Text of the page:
"My left hand is not great in terms of tingling. And my right comes in and out. The other day, one side of this finger was numb.” Sitting across the table in a café in his home town of Brighton, Christian Donlan is mapping out the daily impact on his body of being diagnosed with multiple sclerosis three and a half years ago.
“I have a thing called ‘the hug’. It is the worst hug in the world.” The award-winning journalist wraps his arms tightly round his trunk to demonstrate the effect of being crushed.
“People call it girdling, which is a lot more accurate and gets at how unpleasant it is. It woke me up this morning. Then there are the cognitive things. Some days, I really struggle to speak fluently. Words come and go – generally, in the evenings.”
There is no lack of fluency in 39-year-old Donlan’s thoughtful and quietly moving new memoir, The Unmapped Mind.
In it, he focusses not so much on the changes MS has wrought to his body, but rather on how being diagnosed with the incurable and degenerative neurological disease brought havoc to his emotional and psychological landscape, especially since it came just 12 months after the birth of his daughter, Leontine.
When you have an illness you can't escape from, it can bring your personality flaws to the surface
“Primarily, the book is about the moment in your life when you are told something is changing, when everything is up in the air. With Leon, and with an illness.”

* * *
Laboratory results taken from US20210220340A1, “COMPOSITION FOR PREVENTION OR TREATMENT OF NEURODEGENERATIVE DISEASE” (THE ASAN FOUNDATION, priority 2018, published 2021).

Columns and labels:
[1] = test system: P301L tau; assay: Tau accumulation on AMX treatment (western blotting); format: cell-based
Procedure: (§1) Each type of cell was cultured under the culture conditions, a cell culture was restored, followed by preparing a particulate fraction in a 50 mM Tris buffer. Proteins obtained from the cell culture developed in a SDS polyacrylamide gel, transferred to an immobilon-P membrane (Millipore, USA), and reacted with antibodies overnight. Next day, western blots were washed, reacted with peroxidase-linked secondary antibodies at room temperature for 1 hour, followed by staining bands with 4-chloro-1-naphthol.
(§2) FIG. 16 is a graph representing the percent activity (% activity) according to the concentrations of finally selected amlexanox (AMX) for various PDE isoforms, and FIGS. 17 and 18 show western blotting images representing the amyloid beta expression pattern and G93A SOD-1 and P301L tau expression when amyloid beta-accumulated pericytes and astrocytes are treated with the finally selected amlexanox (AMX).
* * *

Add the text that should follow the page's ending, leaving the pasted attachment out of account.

The connection may seem obvious, but Donlan teases it out in intriguing and raw ways. “The only way Leon and MS are alike is that they are relationships I remake every day. Every time Leon [now four and a half] wakes up, I still think: ‘You are so different from how you were last night.’ And it is the same with MS.”
His first symptoms started when Leon was just a few months old. Donlan and his wife, Sarah, a nurse, had moved house, and he noticed that he was missing light switches and door handles when he reached for them. Problems with proprioception – knowing precisely where your limbs are, and what they are doing – can be a warning sign of MS.
At first he dismissed the symptoms but, after a visit to his GP saw him referred to a neurologist, diagnosis came in September 2014. His reaction to the news, he recalls, was anything but straightforward. He retreated from the practicalities of what MS could mean for his life, and buried himself instead in an exhaustive trawl through theories about the still imperfectly understood landscape of the brain.
“When you look at the long list of the things MS does, you don’t know how much of it will turn up. Ever. And I struggled with that. I still struggle with it.”
By way of an example, he quotes an episode from his childhood, which, he clarifies, was happy, although his American, ex-Catholic monk now social-worker father and his part-French mother divorced when he was young.
“When I was 14, I had a bicycle accident, and I had to have 150 stitches on my face, and four hours surgery. For weeks afterwards, I wouldn’t look in the mirror because I was so scared of what I’d see. Over time, not looking at my face became unbearable, because I was thinking about it all the time. So what I did was look at a little bit at a time. And it was alright, but it took time. I couldn’t do it all in day one.”
What is multiple sclerosis (MS)?